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Sodium orthovanadate

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Sodium orthovanadate
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This page is a soft redirect. Names

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IUPAC name
Sodium vanadate(V)
Other names
sodium vanadate (V),
sodium vanadium oxide
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13721-39-6 7pxY
ChEMBL ChEMBL179166 7pxN
Jmol-3D images Image
PubChem Template:Chembox PubChem/format
RTECS number YW1120000
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This page is a soft redirect. Properties

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Na3VO4
Molar mass 183.908 g/mol
Appearance white powder
Density 2.16 g/cm³, solid
Melting point Script error: No such module "convert".
22.17 g/100 mL
Solubility insoluble in ethanol
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Crystal structure cubic
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164.8 J/mol K
190 J/mol K
-1757 kJ/mol
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Main hazards Harmful.
NFPA 704

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1
2
0
Flash point Non-flammable
330 mg/kg (oral, rat)
Except where otherwise noted, data are given for materials in their standard state (at 25 °C [77 °F], 100 kPa).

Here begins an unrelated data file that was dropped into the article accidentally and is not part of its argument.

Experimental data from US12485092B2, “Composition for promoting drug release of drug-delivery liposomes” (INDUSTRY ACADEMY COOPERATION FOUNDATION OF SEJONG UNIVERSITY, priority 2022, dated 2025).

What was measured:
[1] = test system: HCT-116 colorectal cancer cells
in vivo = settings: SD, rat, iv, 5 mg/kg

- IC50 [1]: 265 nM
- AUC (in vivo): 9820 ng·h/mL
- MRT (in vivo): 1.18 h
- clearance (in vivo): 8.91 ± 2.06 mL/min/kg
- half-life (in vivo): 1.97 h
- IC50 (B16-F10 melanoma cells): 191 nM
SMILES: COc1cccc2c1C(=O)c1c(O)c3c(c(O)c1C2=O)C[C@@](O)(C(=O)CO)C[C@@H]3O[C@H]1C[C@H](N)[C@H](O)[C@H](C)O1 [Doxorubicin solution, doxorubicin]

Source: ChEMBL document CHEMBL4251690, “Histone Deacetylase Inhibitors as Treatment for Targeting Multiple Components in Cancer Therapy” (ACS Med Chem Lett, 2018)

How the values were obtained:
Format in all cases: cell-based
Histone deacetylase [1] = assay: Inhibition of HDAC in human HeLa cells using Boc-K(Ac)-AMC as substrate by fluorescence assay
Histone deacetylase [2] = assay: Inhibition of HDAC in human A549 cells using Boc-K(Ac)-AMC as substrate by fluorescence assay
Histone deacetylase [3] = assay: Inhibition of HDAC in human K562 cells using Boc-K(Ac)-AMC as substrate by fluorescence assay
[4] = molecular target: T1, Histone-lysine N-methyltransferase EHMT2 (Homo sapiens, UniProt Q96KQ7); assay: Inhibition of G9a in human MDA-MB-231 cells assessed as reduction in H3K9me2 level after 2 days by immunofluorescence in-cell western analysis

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Infobox references

Sodium orthovanadate is the chemical compound Na3VO4 and contains the tetrahedral VO43−.[1] It is an inhibitor of protein tyrosine phosphatases, alkaline phosphatases and a number of ATPases, most likely acting as a phosphate analogue. The VO43− ion binds reversibly to the active sites of most protein tyrosine phosphatases.

It is often added to buffer solutions that are used in protein analysis in molecular biology. The aim is to preserve the phosphorylation of proteins of interest by inhibiting endogenous phosphatases present in cell lysate mixture. It is commonly used at a final working concentration of 1 - 10 mM. It is toxic when inhaled, swallowed or in contact with skin.

Synthesis

Sodium orthovanadate is created by dissolving vanadium(V) oxide in a solution of sodium hydroxide.

References

  1. ^ Greenwood, Norman N.; Earnshaw, Alan (1997). Chemistry of the Elements (2nd ed.). Butterworth-Heinemann. ISBN 0080379419. 
Swarup, G. et al. Biochem. Biophys. Res. Comm. 107: 1104-1109 (1982).

See also